State Sen. Kirk Talbot was a little surprised when nobody objected, allowing his resolution to study home- and community-based services for the elderly to pass the Louisiana Senate Thursday night.
But he remained wary as a phalanx of lobbyists for the nursing home industry scrambled along galleries next to the chamber’s floor.
Sure enough, about 10 minutes later, Sen. Jay Luneau was up and asking for the Senate to reconsider the vote on Talbot’s Senate Resolution 95.
Luneau, D-Alexandria, said he was distracted and would have objected at the time. He is on the Senate Health & Welfare Committee that on May 5 shot down a version of Talbot’s study resolution on a 7-1 vote.
Talbot, a River Ridge Republican, redrafted the resolution in a way that it could be heard by the Insurance Committee, which he chairs. His committee advanced the resolution without objection to the full Senate.
Luneau had issues with Talbot’s end run.
“We have processes that we respect,” he said, adding that the resolution was given a fair hearing in Health & Welfare and was defeated after senators learned it would cost more than $2.5 million, likely without learning anything new.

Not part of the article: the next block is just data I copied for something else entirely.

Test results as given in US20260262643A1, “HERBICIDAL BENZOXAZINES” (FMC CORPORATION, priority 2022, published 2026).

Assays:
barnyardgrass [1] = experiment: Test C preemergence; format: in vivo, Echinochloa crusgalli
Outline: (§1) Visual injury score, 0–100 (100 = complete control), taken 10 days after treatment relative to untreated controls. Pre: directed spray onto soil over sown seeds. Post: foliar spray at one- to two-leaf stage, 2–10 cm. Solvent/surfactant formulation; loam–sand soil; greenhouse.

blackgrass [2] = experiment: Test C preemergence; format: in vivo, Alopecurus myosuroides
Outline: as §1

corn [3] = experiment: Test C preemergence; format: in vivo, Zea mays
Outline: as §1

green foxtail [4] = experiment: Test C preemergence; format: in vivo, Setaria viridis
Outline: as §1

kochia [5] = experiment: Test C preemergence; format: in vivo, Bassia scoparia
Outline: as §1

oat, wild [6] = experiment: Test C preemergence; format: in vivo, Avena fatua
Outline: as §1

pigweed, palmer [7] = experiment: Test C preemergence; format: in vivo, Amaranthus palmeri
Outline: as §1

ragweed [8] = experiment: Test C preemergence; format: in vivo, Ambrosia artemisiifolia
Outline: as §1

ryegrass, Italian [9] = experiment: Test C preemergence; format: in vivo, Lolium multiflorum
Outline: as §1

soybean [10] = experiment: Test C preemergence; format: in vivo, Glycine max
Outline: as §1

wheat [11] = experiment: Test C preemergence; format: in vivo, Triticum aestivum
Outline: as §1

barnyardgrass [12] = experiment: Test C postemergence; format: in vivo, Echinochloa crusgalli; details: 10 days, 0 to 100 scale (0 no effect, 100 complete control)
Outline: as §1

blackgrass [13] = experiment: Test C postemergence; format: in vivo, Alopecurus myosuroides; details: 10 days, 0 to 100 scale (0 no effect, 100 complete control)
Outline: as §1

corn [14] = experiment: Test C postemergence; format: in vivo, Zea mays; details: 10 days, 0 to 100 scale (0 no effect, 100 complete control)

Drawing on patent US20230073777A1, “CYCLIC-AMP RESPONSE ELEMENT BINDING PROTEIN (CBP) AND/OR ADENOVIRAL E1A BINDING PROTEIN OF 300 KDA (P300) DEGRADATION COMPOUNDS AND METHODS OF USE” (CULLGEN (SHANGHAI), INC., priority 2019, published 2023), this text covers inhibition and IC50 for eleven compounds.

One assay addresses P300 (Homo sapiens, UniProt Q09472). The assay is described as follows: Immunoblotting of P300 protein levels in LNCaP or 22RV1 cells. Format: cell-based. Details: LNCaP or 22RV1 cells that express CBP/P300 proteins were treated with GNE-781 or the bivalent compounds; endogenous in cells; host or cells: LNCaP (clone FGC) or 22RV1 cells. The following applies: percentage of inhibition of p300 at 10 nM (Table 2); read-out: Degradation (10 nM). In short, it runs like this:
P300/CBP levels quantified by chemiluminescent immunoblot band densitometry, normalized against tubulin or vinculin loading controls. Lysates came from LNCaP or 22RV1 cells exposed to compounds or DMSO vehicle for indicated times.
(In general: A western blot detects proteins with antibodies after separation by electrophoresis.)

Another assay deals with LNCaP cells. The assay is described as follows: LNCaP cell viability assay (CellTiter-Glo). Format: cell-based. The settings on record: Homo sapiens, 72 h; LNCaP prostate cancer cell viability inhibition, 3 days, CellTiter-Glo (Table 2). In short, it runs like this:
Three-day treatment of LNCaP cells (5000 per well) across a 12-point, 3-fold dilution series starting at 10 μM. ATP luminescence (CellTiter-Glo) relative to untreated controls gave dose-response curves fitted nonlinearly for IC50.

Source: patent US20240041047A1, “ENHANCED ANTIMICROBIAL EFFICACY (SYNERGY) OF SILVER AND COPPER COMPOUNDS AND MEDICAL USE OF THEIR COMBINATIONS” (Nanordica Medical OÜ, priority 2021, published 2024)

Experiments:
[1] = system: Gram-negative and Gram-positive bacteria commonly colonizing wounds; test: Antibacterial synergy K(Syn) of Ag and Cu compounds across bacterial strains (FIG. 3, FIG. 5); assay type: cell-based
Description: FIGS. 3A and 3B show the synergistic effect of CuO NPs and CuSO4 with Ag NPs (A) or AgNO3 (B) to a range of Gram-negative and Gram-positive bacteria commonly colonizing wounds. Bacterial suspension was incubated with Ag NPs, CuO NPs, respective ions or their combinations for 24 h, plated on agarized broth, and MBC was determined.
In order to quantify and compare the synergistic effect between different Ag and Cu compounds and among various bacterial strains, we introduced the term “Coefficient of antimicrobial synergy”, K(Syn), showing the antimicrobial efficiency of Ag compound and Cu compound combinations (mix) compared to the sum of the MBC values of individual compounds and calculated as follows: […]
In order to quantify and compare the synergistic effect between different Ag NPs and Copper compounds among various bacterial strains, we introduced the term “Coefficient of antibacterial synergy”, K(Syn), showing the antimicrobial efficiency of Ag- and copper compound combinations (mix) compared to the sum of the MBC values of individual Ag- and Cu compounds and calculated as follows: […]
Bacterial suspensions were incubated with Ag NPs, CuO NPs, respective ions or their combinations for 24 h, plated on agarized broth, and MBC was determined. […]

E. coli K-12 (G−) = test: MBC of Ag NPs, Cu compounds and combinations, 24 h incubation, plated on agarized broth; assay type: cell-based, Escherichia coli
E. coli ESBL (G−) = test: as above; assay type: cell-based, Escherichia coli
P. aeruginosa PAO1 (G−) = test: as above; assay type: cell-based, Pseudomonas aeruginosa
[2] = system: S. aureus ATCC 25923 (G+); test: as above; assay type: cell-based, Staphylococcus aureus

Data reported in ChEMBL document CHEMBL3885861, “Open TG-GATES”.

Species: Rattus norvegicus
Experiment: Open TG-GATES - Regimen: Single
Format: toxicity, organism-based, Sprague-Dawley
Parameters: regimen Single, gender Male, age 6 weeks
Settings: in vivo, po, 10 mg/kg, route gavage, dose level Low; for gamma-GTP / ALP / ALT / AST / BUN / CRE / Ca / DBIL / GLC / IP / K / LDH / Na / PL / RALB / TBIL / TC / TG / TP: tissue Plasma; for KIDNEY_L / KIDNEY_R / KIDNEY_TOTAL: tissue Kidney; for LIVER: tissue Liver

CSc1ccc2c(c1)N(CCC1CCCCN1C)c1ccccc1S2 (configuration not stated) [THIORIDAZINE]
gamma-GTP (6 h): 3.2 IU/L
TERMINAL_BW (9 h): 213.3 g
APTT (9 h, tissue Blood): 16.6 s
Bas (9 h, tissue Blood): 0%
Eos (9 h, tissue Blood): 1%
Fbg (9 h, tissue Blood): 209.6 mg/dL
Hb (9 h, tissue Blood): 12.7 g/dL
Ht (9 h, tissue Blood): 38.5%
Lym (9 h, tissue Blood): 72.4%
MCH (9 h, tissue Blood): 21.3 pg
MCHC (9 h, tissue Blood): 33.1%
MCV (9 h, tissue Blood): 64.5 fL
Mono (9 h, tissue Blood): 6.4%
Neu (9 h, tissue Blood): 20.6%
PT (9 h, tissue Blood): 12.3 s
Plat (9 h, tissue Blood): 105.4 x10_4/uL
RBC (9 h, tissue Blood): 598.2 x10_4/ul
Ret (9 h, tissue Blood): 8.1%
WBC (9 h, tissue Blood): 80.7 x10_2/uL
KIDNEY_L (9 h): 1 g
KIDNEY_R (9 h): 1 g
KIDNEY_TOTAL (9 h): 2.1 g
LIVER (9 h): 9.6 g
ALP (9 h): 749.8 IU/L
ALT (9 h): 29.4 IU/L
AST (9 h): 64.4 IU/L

Talbot countered that once the $2.5 million figure was mentioned that became the only subject of the Health & Welfare hearing. Committee members didn’t consider that the last study was conducted seven years ago and that since then medicine has advanced. Back then, in 2014, 13 states augmented their nursing home care with the home health option. Now 28 states have done so.
Also, Talbot dropped from SR95 the requirement that the Louisiana Health Department calculate the rates, which would be needed for the bidding process to begin. Health department officials said that’s the bit driving study’s cost to more than $2.5 million.
“It’s very important. I think our seniors deserve this opportunity for us to look and see what’s changed,” Talbot said.
The Senate disagreed, rejecting the study resolution on a 13-24 vote.
The Louisiana Nursing Home Association opposed Talbot’s study saying that past studies argue against allowing insurance companies to pay for services that could keep some elderly and disabled at home rather being institutionalized. Home- and community-based services would help family members by providing home visits from nurses and physical therapists; access to medical equipment; support for hygiene, clothing, eating; guidance on how to turn the bedridden; and other personal needs, such as transportation. Families annually spend about $7,000 of their own money to help their loved ones at home, according to AARP.
Voting to study home-care option for elderly and disabled (13): President Cortez, Sens Allain, Cloud, Connick, Foil, Hewitt, R. Mills, Mizell, Morris, Peacock, Price, Talbot and White.
Voting against SR95 (24): Sens Abraham, Barrow, Bernard, Boudreaux, Bouie, Fesi, Fields, Harris, Henry, Hensgens, Jackson, Johns, Lambert, Luneau, McMath, Milligan, F. Mills, Peterson, Pope, Reese, Smith, Tarver, Ward and Womack.
Not voting (1): Sen. Cathey.